Mia Dagbok, a 24-year-old police officer, has over 36,000 followers on Instagram, where she posts photos of herself at work. The policewoman has been on the job for around five years, and for the past three she has been one of a growing number of Instacops, influencers in uniform who are building a public profile through social media, podcasts and blogs. As they attract attention, they've also triggered a heated debate around how much police officers should reveal about themselves and their work.

Many police trainees don't realize that even posting a selfie where they're identifiable can have significant consequences: It can make it almost impossible for them to serve as undercover officers at a later date. Police officers who post about their love for shoot-"em-up games in the evening and then shoot a gun as part of their work the next day have to understand that this may come back to bite them. Benjamin Jendro, from Berlin's police union, generally warns them against mixing their personal and professional lives. He runs seminars to educate them about the pitfalls of social media.

Posting work-related photos is always a tricky balance. For police officers it's particularly delicate — but very popular. Julian Kawohl, who researches the phenomenon at Berlin's University of Applied Sciences, says the officers post because social media answers a need for approval and validation. Their work is often hard and they have to face a lot of criticism and conflict on a day-to-day basis. As online influencers, it's comparatively easy to get positive feedback. "A uniform makes people look sexy, whether it's a pilot or a police officer," says Kawohl.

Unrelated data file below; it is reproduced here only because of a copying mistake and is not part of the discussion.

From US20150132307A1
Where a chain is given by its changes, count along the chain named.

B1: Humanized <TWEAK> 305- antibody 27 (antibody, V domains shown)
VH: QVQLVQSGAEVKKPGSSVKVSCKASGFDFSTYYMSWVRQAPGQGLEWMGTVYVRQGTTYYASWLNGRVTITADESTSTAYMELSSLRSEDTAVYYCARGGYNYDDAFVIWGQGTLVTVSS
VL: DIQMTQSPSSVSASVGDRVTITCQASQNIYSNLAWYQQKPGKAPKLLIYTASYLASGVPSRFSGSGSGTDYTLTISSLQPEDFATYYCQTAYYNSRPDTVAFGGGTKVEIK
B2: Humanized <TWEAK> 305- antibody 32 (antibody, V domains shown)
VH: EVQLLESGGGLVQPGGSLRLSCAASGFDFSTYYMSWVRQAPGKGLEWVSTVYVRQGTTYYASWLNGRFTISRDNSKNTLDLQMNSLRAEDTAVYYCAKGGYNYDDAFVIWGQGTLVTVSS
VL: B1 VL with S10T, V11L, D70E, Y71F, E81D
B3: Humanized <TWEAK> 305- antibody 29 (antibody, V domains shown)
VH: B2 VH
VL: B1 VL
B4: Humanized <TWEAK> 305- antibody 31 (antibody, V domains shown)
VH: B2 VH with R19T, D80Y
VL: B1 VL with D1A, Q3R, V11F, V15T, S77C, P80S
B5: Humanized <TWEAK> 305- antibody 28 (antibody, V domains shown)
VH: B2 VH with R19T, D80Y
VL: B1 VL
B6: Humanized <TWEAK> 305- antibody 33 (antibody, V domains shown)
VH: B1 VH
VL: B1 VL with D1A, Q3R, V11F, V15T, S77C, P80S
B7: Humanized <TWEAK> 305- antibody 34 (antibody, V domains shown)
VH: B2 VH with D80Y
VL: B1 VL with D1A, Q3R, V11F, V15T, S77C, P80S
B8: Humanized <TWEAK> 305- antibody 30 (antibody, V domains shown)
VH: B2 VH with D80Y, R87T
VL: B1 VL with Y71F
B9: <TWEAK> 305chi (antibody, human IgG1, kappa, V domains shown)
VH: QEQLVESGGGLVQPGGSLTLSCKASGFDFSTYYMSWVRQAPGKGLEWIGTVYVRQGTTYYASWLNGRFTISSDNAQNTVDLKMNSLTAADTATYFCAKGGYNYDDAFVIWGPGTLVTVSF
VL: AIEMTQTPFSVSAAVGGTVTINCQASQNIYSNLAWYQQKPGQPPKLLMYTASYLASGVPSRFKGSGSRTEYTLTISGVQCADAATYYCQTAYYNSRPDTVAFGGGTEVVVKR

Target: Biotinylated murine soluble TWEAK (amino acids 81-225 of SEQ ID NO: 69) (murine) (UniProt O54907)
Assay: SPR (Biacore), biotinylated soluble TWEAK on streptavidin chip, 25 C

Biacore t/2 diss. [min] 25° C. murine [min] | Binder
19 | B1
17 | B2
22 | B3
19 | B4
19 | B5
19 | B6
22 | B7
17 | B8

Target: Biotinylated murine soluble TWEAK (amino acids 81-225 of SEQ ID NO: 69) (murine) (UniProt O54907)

➡️ Read more on Worldcrunch.com


A bottle of Bordeaux wine that was aged for 14 months in space could be auctioned at an estimated price of 830,000 euros ($1 million). The bottle of Pétrus 2000 was part of a batch of 12 which was sent to the International Space Station, for a research study on food and agriculture.

In Alsace, a town name too long for e-commerce

Along the border with Germany, the French region of Alsace is known for its white wine, Christmas markets and … ridiculously long town names. So long, in fact, that one resident of the little town of Niederschaeffolsheim was unable to buy a pair of sneakers.

Here's how this unusual online clash played out recently between the old Alsatian language and modern word counts, as reported in local daily Dernières Nouvelles d'Alsace. A 16-year-old named Justine was wrapping up her purchase on Foot Locker's website when she was prompted to insert her address. The box, however, had a limit of 15 letters, and Niederschaeffolsheim adds up to 20. "I thought it was surely an error, so I re-tried but it didn't work," she told the newspaper. "I can't do anything about the name of my village."